Boro’s cool Spa­niard opt­ed­for­cold­turkey

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IN the blis­ter­ing heat of a Seville sum­mer, Daniel Ayala mucked out the turkey stalls and tried to sweat away the painful mem­o­ries of his worst day in a Mid­dles­brough shirt. Two months ear­lier, on a far murkier day at Wem­b­ley, Ayala’s blun­der had gifted Nor­wich striker Cameron Jerome an early goal in the Cham­pi­onship play-off fi­nal.

Mo­ments later, it was 2-0 and Boro, pace­set­ters for so long, never re­cov­ered. A place in the Premier League, and that £90m wind­fall, had gone.

That Ayala should be the man to shoul­der the re­spon­si­bil­ity was the cru­ellest of jokes.


The classy bedrock of the Cham­pi­onship’s mean­est de­fence, he’d been im­mac­u­late all sea­son. Nor was the Spa­niard the only man at fault.

Man­ager Ai­tor Karanka had or­dered the team bus to ar­rive at Wem­b­ley just 50 min­utes be­fore kick-off.

In­tended to min­imise pre­match nerves, it ac­tu­ally left Boro’s play­ers un­der-pre­pared. Then there was the sea­son­long lack of fire­power, an is­sue masked by Pa­trick Bam­ford’s goalscor­ing prow­ess. Boro did not cre­ate enough chances to over­whelm mod­est op­po­nents, let alone come back from two down in a caul­dron.

Yet Ayala didn’t see it like that.“I know the whole team must take re­spon­si­bil­ity what­ever the re­sult, but I was beat­ing my­self up about my own mis­takes,” he said.

“I kept think­ing ‘If I’d done things dif­fer­ently we would

all be Premier League play­ers now’. I thought of all the things I could have done bet­ter. About the peo­ple I’d let down. For a few weeks, it was very hard.”

Which is why he re­treated to his par­ents’ farm in An­dalu­cia, help­ing his dad tend the live­stock and his mum bot­tle home-made olive oil.

For a while,it didn’t help.The thoughts kept swirling. But, af­ter a month of back-break­ing work that ren­dered pre-sea­son ir­rel­e­vant, Ayala’s dev­as­ta­tion hard­ened into de­ter­mi­na­tion. No more er­rors. No more lapses.

And the man who re­turned is, with­out ques­tion, the Cham­pi­onship’s finest cen­tre­half.The 26-year-old is like a de­struc­tive ver­sion of Me­sut Ozil or Zine­dine Zi­dane, strolling through games with ef­fort­less grace while oth­ers sweat and toil.

Rarely does he go to ground or scram­ble a chal­lenge, re­ly­ing in­stead on an­tic­i­pa­tion and po­si­tion­ing. Chris Martin is as crafty as they come, but the Derby striker never got a kick – or in­deed a free-kick – in last week­end’s 2-0 de­feat at the River­side.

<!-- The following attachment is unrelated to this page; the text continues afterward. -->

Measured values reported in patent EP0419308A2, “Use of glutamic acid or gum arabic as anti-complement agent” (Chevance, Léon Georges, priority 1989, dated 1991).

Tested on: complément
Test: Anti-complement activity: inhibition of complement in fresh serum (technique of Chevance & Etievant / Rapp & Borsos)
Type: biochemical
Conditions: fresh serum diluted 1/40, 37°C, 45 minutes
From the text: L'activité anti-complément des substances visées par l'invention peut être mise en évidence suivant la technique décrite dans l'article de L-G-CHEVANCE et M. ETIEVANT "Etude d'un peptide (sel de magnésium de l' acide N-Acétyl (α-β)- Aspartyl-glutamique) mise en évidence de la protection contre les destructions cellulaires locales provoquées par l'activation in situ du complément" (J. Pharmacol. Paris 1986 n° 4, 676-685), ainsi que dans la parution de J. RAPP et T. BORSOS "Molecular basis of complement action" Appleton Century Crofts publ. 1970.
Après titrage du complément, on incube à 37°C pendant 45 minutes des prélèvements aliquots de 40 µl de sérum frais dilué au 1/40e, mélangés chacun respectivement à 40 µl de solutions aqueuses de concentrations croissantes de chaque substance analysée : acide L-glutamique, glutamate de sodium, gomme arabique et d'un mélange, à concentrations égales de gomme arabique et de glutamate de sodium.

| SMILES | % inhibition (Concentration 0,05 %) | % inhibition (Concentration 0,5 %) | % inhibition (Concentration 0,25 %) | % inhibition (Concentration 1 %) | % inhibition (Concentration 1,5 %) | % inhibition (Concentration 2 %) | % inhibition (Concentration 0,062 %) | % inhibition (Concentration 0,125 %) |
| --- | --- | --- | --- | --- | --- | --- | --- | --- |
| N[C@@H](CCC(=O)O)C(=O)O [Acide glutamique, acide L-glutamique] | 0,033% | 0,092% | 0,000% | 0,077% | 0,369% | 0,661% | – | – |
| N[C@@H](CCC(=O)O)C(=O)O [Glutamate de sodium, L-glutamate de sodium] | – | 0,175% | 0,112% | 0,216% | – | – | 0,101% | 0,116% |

Ayala was ev­ery­where he wanted to be, im­pla­ca­bly stand­ing guard like some kind of Beefeater in boots.

That calm as­sur­ance has rubbed off on young part­ner Ben Gib­son too. Boro have lost just two of the 42 games the pair have started over the last two sea­sons – and none this term. In a divi­sion renowned for its open­ness and in­con­sis­tency, that is a re­mark­able record.

Gib­son de­serves his share of the credit, as do full-backs Ge­orge Friend and Ta­mas Kalas.You don’t go 726 min­utes with­out con­ced­ing, thanks to one lanky Spa­niard. AF­TER the long­est man­hunt since Stan­ley sought Ful­ham Liv­ing­stone,

have fi­nally ap­pointed man­ager in a new

Slav­isa Jokanovic. least he was Still, at

worth the wait. “He wants us to be we are more ag­gres­sive when

de­fend­ing, to tackle said mid­fielder and be tougher,”

Sakari Mat­tila. “He to get in their face wants us

and press the ball He’s brought in the quicker.

tough man side.” Yes, that’s right folks. spent Ful­ham have

two months and count­less thou­sands,

only to end up with whose a bloke

big idea is say­ing ‘Get stuck in lads’. Top



But Ayala is the glue that holds it to­gether. He’s a man reach­ing his peak af­ter nine years in Eng­land and false starts at Liverpool and Nor­wich.

“He has been here so long I ac­tu­ally think of him as English,” said Karanka. We all know the Cham­pi­onship player of the year will be a striker. It was in all but one of of the past six sea­sons. You have to go all the back to 2006 and Phil Jagielka for the last – and only – time a de­fender won the award. Kick­ing and head­ing just ain’t glam­orous enough to garner votes.

But, if there is any jus­tice, Ayala will walk away with the prize for a story of re­demp­tion and re­lent­less ex­cel­lence that – if stan­dards are main­tained – will end with pro­mo­tion to the Premier League. And this time, Ayala can re­turn to the fam­ily farm with a head full of dreams and a glit­ter­ing gong for the mantle­piece.

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